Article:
The Secrets of Solomon’s Temple by Kevin
Gest, Lewis Masonic, £16.99 hardcover.
This is a remarkable book, not least for the
extensive architectural as well as historical
and Masonic content on the only building
mentioned in detail in the Bible, and which
has never been found.
But it sits at the heart of the Masonic
story, and if anyone – Mason or not – is
looking for a definite textbook on the
subject, then Kevin Gest has certainly
provided it in this impressive volume.
Indeed, perhaps there is too much
information in it, and this may deter some
readers, but it can be read from almost any
chapter, and with the author having spent
12 years in researching his book, there is
plenty to feast the inquisitive mind.
Such fascinating chapters as that entitled
The Knights Templar legacy and a new
Hiram Abif – a revered figure in Masonic
ceremony – and The Secret of Solomon’s
Seal, give an indication of some of the
intriguing issues that Kevin Gest has
explored in his researches. By mixing
architecture, mathematics, fable, conjecture,
Freemasonry and fact into this volume,
the author has managed to keep the
attention of the reader riveted.
King Solomon remains one of the giant
figures of the Bible, his temple a building of
fascination to many, and this book is a bold
attempt to put it into some context.
AUTHOR OF THE QUARTER
What do you feel made The First Day
on the Somme such a success?|
I believe it was because for the first
time in British military history, the
experiences of the ordinary soldiers of
both sides formed the main subject of
the book – all obtained by considerable
expense and time that the formal
historians do not have to expend.
You have written on a wide range
of topics, which one fascinates you
I have written 16 books on four aspects
of conflict. The two main ones are the
Western Front in 1914–1918 and the
bombing war in 1939–1945. Smaller
amounts of time were spent on the sea
war of 1939–1945, Arnhem, and the
Falklands War of 1982.
Of outstanding interest to me of the
above was the Western Front. I feel that
what happened there and its aftereffects
dominates the history of the 20th
century, at least as far as the western
world is concerned.
Do you have any advice for aspiring
Read everything you can on the subject
in which you intend to specialise. Decide
what is useful and what is rubbish (there
is a lot of it). Then research in prime
sources and do not simply do the lazy
library research that characterises so
many ‘new’ books.
What is the story behind The North
Midlands Territorials Go To War?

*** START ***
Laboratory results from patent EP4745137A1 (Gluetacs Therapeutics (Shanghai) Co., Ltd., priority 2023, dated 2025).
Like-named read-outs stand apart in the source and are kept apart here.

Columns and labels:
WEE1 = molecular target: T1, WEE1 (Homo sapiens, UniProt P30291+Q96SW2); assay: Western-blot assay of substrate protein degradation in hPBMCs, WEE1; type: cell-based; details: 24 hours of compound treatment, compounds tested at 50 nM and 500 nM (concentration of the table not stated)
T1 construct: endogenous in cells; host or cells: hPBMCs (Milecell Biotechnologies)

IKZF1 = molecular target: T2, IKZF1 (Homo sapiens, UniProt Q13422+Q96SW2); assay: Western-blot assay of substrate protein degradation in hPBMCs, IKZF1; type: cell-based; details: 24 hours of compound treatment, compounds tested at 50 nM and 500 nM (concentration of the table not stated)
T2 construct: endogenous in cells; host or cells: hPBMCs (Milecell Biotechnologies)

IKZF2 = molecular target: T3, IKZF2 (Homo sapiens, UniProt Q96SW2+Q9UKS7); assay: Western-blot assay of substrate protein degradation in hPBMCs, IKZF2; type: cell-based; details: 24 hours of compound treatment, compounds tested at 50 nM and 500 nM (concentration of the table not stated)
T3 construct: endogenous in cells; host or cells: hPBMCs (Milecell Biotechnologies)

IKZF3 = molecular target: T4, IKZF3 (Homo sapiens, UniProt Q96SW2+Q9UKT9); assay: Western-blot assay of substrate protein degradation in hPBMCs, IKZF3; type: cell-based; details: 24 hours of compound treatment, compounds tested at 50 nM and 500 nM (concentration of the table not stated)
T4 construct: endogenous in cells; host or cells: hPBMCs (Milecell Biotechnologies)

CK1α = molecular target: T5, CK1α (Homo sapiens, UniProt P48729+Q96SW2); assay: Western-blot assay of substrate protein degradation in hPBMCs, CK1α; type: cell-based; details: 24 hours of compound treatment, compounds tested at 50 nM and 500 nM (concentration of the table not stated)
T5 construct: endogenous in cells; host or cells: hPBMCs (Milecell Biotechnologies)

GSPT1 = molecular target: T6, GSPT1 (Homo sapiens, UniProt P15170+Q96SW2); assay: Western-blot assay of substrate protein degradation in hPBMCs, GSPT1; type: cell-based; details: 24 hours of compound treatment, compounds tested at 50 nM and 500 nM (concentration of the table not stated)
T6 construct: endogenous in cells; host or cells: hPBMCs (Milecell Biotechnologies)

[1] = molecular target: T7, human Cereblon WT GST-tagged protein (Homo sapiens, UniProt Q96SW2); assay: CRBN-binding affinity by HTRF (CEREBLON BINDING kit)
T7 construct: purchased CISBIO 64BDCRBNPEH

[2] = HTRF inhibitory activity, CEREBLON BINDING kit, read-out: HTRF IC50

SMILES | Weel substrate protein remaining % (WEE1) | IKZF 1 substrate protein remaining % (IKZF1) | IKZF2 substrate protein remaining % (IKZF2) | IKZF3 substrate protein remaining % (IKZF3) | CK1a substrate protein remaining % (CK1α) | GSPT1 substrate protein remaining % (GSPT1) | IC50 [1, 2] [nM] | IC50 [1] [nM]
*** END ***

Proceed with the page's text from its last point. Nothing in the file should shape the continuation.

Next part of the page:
The North Midlands Territorials Go To
War is the story of a local Territorial
officer and his family, originally entitled
Captain Staniland’s Journey, but Pen
and Sword said they would publish it
if I would expand the subject matter to
conform to the new title. The ‘Journey’
was the unusual story of how his body
was taken to be buried near that of his
brother, who had been killed elsewhere
a few weeks earlier. It all started by my
asking a friend of my wife: ‘Jane, why
is your house called Lindenhoek?’
Lindenhoek was a crossroads where
the lady’s father-in-law had met the
transport carrying the body and then
took it on to be buried. Captain
Staniland was the commander of the
Boston Company of the Lincolnshire
Territorials. My uncle was one of his
men. He died a few weeks later.
I consider my serious writing career
ended with Arnhem 1944, published
in 1994. Your Country Needs You and
the Staniland book were whimsical
afterthoughts that did not require the
extensive research and travelling which
my wife had patiently endured for more
than 30 years. (She married a potato
merchant who became a poultry farmer
who became a military historian who
became a battlefield tour operator –
usually with at least two activities
Who are your favourite authors?
I enjoy C. S. Forester, Thomas Keneally
and Patrick O’Brian and any wellwritten
personal memoir of a 1914–
1918 and 1939–1945 participant.
Which book are you currently reading?
The Road Past Mandalay – the personal
experiences of the (later) author John
Masters when he served as a British
officer in the Indian Army in the Burma
Campaign in the Second World War. I
have a limited personal library of such
personal memoir books and I usually
read them all every ten years or so. I
don’t read modern fiction, particularly
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